Our final round table of the day takes down an interesting discussion. Every year after the Bengals made the playoffs, they were incredibly disappointing, shattering preseason expectations. In 2006 the Bengals just needed one win to return to the postseason during the final three games of the year. They lost all three. In 2010 the Bengals followed up a ten-win season with only four wins. Will the Bengals break the trend? And we ask, is Batman is superhero or a hero (and why he might be neither).
Considering how the Bengals, under Mike Brown, have been inconsistent by have one good season followed by one or two terrible ones, how confident are you that the 2011 Bengals are actually a new team and can break that cycle by having a better 2012?
Josh: A ton has to happen. Did the Bengals play above their station, assisted with an easy schedule? They have to beat better teams on their schedule. They have to rebuild their offensive line, specifically at guard and they need better depth across the board in the secondary. There's questions at linebacker (Rey Maualuga at middle, contract for Manny Lawson, return of Keith Rivers) and a huge problem right now with the rushing offense and how they're going to improve that. The homer optimist in me wants to say yes, but the last time we had huge expectations after a playoff season was 2010 and they only won four games that year. I'm open to say yes, but there's far too many questions on this team to say with much confidence.
Jason: How confident are you that they'll make the right decisions in the offseason in the draft and in free agency?
Josh: The one variable is this. This time last year Marvin Lewis re-signed and was supposedly granted additional authority. Since then the Bengals have made moves that most Bengals fans have praised. The one example I keep going back to is that when Mike Brown wanted Ryan Mallett, Lewis and Jay Gruden convinced him to select Andy Dalton instead. I think a quiet change did happen in the background and I think we saw much of that last year. We'll see if that was an aberration or the start of something greater.
Jason: I agree. I have a lot of hope that the Bengals will do what they need to do to improve themselves this offseason. When it comes to their success next season, that might as well be decided by a flip of the coin right now, but I don't see another 4-12 season in 2012. Either way, I'm excited.
Josh: But it's really hard to bury those disappointing seasons after the playoffs. It's twice as hard to bury the past 20 years.
Jason: It's impossible to bury them. There isn't enough dirt to cover that. It's just going to follow us around until they can string a few successful seasons together.
Josh: They have to win a playoff game for those wounds to heal.
Jason: I agree, and I think that's something they can do in the not-so-distant future.
Josh: I hate referencing the word potential though. We did that five years ago with Carson Palmer and little did we know that after the 2005 season, we basically watched the peak of the Palmer-led Bengals. Though in fairness to him, those defenses simply sucked.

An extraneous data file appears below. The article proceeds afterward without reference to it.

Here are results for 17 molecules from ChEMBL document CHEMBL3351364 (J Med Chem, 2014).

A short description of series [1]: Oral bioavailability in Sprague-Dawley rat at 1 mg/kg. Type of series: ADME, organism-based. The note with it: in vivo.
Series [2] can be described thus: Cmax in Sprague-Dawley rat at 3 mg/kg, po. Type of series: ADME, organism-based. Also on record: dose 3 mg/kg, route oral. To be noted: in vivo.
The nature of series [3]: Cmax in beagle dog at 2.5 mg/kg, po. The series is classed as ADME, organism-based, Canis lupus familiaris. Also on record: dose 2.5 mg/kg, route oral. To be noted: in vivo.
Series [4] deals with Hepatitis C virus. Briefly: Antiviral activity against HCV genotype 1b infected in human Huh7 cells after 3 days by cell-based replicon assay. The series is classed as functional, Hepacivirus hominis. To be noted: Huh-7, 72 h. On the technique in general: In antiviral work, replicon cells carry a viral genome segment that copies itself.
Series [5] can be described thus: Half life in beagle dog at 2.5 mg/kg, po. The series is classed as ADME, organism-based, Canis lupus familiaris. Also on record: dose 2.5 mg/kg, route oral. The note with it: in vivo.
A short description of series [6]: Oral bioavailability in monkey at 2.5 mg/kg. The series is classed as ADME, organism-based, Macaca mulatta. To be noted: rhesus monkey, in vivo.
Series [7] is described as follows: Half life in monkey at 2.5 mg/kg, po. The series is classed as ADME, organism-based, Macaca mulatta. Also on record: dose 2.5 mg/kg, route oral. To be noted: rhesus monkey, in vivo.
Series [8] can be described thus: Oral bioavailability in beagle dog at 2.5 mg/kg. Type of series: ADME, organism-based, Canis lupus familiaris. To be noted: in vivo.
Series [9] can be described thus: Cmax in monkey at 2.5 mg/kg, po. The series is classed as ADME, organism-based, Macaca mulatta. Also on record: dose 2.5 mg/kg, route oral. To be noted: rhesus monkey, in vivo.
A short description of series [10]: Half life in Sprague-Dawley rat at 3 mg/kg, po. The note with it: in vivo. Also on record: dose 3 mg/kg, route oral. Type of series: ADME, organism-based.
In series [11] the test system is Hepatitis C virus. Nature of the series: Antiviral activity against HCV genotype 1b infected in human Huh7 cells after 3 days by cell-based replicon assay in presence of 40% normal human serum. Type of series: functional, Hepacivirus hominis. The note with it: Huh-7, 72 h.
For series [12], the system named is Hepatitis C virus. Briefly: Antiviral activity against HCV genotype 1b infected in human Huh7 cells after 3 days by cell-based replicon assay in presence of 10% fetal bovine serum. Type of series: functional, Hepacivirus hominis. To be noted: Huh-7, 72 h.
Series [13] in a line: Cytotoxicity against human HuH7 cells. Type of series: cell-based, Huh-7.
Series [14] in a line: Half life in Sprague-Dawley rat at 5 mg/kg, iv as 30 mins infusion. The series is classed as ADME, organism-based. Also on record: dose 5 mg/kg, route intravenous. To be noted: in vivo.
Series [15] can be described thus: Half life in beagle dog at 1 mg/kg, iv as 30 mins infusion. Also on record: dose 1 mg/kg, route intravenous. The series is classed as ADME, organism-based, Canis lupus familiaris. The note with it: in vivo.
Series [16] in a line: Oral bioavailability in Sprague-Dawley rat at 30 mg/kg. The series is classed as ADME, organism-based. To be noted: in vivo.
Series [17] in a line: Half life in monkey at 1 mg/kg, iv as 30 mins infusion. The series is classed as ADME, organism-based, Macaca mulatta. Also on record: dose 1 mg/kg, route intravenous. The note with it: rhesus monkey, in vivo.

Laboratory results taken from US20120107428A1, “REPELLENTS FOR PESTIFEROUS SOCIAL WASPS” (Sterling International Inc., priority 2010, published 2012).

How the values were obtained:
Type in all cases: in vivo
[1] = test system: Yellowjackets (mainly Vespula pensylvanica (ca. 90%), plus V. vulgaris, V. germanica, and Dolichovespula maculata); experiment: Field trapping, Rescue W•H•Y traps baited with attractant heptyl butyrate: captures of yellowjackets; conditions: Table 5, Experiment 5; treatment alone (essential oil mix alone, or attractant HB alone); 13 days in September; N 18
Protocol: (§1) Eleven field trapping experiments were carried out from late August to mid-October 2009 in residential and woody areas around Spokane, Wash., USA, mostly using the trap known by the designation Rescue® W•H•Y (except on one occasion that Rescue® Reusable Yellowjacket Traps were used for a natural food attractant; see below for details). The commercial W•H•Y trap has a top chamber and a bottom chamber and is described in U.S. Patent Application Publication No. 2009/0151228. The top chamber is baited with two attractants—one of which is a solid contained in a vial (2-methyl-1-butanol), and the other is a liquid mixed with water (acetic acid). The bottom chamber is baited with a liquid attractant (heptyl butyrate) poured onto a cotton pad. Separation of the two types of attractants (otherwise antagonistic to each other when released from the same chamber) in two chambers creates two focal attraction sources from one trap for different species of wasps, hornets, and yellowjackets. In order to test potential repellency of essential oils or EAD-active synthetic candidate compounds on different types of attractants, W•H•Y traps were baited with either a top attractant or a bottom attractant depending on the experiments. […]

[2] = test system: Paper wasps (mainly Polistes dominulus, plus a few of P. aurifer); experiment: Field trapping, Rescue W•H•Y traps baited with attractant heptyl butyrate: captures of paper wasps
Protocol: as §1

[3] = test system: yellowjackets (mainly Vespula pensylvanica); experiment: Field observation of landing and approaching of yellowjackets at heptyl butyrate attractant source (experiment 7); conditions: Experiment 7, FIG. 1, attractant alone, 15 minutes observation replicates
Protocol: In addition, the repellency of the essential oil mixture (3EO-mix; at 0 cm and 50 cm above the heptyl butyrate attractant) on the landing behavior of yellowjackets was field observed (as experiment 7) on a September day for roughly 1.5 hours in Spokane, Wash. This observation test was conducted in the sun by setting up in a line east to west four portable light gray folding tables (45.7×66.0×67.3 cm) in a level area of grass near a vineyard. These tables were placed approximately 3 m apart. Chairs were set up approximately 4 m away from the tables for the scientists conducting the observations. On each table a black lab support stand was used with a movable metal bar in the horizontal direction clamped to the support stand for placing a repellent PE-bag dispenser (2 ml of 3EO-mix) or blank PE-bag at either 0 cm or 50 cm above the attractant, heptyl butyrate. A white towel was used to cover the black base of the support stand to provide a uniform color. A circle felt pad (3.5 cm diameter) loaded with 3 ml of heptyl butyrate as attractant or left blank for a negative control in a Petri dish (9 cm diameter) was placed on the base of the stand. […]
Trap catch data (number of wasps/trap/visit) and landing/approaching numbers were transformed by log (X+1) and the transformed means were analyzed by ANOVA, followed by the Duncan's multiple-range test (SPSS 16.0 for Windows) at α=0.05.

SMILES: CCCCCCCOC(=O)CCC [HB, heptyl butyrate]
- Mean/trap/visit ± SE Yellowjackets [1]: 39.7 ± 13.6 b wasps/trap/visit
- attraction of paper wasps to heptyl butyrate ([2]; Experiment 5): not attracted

Jason: That's true. We're just going to have to wait and see, I guess.
Josh: Wow. That was a thought provoking response.
Jason: I had something else written and then thought it sounded stupid so I erased it.
Josh: Then you decided to do the whole "wait and see" routine. Our audience will be thrilled with that.
Jason: How about this: I have the feeling, though, that this team is different than many Bengals teams have been in the past. I mean they lost to the teams they should have lost to and beat the teams they were supposed to beat. They seemed like a normal NFL team. That gives me hope and I think we'll be able to talk about their potential and feel okay about it soon.
Josh: I honestly believed that this team's chemistry and character right now is what making fans rally behind them. This offseason could be one of the more optimistic offseasons we've had for some time. Not for what could happen next year (we did that whole routine between '09 and '10), rather the core foundation that's developing. This is a great time to be a Bengals fan.
Is Batman a hero or a superhero?
Jason: I'm going to have to go with hero. But a badass hero. He doesn't actually have any super powers. But I actually think that makes him cooler. Superman is a boy scout and even though he'd probably pull Batman's face out of Batman's behind, I think he's lame as hell.
Josh: This woman at work is fighting me tooth and nail on this. I say that Batman is a hero, but only enabled as a hero because of his rich daddy. Truth is he's not a hero without endless funds that his father built. Terrible message to send to kids. You can't be a hero without serious bank.
Jason: If my dad was Bruce Wayne, I could probably beat the crap out of bad guys too.
Josh: Furthermore, does Batman do the mundane stuff, such as going to court to testify? I mean he catches bad guys, but if he doesn't testify, they're back on the street terrorizing people. The lone exceptions are guys like the Joker, but what about small-time villains? If you think about it, Batman is actually a privileged jerk that does what he wants, when he wants, without any regard to the laws. He's a dick.
Jason: Maybe that's why he's busy all the time -- because he keeps chasing the same purse thief all the time.
Josh: Batman is an idiot. A spoiled rich baby idiot that takes advantage of women and throws them away like change to a bum.
Jason: Yeah, but I'd rather be a rich idiot than a stupid alien boy scout like superman. I won't even capitalize the words in the sentence about him.
Josh: Oh, whatever. Luke Skywalker messes 'em all up.
Jason: Agreed. Superman ain't got shit on the force.